The progression of
gallstones depends on whether you have symptoms. Most
people with gallstones have no symptoms and do not need treatment. Those who do
have symptoms often have surgery to remove the gallbladder.
Gallstones that do not cause symptoms
who have gallstones never have symptoms. Most people with gallstones that do
not cause symptoms remain free of symptoms.
Gallstones that cause symptoms
The most common
problem caused by gallstones occurs when a gallstone periodically blocks the
cystic duct, which drains the gallbladder. It often causes bouts of pain that
come and go as the gallbladder contracts and expands. The bouts of pain are
usually severe and steady, lasting from 15 minutes to up to 6 hours. And the
pain may get worse after a meal. Symptoms usually improve within a few days.
If this is your first attack of gallbladder symptoms, your best
option may be to see whether the pain goes away without surgery. But if the
pain is severe or if you have had gallbladder pain before, you may need to have
your gallbladder removed.
Depending on where a stone blocks the
flow of bile, symptoms can include nausea, vomiting, fever, and severe
abdominal pain that lasts longer than 6 hours. If you have these symptoms, you
may need surgery to remove your gallbladder or the gallstone causing the
In rare cases, gallstones can cause
pancreatitis, an inflammation of the pancreas.
Gallstones back up the flow of digestive enzymes made by the pancreas.
Pancreatitis may cause sudden, severe abdominal pain, loss of appetite, nausea
and vomiting, and fever.
Do I need surgery or other treatment for my gallstones?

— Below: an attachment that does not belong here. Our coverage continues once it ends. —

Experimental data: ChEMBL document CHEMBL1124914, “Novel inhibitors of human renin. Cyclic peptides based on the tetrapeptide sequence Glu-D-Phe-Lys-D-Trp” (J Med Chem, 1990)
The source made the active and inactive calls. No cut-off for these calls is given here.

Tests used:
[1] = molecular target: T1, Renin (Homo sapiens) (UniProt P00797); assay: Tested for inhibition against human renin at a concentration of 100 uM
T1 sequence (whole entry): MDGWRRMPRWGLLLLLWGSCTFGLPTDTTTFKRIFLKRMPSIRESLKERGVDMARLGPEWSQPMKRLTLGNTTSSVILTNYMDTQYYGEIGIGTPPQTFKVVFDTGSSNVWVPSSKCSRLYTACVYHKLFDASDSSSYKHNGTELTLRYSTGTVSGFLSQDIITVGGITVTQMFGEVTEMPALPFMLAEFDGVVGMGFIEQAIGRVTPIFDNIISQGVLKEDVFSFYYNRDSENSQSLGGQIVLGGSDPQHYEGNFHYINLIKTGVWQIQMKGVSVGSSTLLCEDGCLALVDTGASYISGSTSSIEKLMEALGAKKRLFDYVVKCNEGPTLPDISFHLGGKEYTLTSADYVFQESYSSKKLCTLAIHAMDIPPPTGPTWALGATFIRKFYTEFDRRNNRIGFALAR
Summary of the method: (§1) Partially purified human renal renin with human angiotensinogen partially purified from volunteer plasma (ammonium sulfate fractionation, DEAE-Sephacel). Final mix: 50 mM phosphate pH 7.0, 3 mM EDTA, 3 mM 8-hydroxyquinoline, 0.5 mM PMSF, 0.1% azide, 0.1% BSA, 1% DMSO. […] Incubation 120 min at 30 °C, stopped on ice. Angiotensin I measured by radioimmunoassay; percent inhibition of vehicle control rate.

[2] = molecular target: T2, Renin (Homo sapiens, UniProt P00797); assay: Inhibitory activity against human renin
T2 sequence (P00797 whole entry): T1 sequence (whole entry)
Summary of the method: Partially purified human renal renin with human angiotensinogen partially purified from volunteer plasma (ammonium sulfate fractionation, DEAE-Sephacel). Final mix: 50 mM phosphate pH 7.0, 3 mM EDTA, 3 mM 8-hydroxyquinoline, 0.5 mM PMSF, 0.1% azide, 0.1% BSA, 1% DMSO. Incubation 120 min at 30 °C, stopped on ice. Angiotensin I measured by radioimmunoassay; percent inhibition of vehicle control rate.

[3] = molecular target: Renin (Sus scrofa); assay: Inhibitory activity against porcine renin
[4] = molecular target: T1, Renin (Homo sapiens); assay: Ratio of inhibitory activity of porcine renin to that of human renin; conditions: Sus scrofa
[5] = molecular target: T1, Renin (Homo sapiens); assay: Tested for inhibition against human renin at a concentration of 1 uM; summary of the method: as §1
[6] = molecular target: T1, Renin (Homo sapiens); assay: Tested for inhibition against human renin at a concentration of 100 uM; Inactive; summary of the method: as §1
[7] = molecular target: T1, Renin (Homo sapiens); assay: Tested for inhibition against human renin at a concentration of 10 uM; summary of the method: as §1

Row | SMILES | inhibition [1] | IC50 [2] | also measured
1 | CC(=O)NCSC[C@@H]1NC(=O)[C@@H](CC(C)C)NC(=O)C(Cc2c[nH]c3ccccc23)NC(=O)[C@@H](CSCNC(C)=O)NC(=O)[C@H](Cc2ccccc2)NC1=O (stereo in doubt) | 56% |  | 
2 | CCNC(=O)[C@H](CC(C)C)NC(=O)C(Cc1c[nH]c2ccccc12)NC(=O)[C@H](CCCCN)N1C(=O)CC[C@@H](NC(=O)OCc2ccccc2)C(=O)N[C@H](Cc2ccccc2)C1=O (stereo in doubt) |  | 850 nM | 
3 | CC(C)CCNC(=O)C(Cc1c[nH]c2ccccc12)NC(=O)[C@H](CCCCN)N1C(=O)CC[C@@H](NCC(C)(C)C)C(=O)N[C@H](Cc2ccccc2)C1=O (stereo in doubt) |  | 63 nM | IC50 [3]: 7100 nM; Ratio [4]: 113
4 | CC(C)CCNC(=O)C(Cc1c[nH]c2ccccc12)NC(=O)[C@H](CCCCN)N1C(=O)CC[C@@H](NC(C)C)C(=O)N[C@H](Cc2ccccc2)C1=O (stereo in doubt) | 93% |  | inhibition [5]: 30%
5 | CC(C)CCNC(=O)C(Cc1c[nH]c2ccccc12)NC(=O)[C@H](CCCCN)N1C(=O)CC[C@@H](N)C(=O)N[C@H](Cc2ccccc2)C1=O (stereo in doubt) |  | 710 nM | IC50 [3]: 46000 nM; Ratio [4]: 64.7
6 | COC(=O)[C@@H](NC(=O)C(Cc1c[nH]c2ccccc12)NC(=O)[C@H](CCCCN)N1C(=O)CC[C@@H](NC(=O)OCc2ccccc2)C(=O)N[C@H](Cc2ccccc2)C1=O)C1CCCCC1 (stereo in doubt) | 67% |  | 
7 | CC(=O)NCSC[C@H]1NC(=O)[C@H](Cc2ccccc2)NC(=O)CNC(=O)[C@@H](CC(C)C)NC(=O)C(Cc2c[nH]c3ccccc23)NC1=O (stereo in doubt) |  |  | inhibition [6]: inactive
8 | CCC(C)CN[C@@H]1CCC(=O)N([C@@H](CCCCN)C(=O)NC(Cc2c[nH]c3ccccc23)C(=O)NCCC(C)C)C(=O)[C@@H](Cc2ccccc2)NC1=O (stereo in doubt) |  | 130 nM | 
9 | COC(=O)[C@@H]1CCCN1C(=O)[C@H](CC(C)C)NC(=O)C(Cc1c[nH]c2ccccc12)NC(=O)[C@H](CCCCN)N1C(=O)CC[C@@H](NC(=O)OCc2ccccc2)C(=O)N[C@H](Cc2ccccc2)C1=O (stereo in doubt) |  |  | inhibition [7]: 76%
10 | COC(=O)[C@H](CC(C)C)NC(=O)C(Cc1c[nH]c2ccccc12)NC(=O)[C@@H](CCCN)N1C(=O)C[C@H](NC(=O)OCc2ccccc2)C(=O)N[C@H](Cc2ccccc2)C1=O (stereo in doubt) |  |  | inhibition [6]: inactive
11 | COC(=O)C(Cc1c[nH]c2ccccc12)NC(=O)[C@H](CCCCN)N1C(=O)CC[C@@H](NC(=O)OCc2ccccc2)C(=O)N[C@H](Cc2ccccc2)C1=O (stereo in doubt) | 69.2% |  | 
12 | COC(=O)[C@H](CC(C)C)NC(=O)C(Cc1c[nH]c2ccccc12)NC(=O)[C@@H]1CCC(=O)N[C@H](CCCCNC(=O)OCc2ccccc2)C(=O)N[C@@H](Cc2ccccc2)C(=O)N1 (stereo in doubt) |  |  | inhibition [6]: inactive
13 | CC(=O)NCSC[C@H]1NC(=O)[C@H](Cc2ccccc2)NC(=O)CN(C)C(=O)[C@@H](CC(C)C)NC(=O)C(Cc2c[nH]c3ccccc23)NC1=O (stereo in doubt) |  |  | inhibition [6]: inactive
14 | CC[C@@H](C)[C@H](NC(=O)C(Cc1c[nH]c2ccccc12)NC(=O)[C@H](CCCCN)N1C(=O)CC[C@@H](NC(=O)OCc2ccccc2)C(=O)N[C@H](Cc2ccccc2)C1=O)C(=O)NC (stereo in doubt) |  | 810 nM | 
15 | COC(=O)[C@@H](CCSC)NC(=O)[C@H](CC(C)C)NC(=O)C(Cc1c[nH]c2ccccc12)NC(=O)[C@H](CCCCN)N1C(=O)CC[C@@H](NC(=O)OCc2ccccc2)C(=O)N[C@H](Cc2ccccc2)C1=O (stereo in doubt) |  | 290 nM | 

The first attack of gallstone symptoms is often not severe. Serious
complications (such as a blocked duct) rarely occur. So you and your doctor may decide to delay treatment to see whether symptoms go
away on their own. This is especially true if your doctor is not sure that
the symptoms were caused by gallstones. Sometimes surgery for
gallstone problems is needed right away. But in most cases it appears safe to delay
treatment until you have a second episode of pain. If you have two attacks, you
are likely to have more attacks in the future. In that case, surgery to remove
the gallbladder is usually the best option.
People who have gallstone symptoms are at higher risk of having future
pain and problems than those who do not have symptoms. It is not possible to
predict how often the pain may come back or how severe it might be. Many people
who decide not to have treatment do not have future problems. About 1 out of 3
people with a single attack of pain has no other episode of pain.1
- Gallstones: Should I Have Gallbladder Surgery?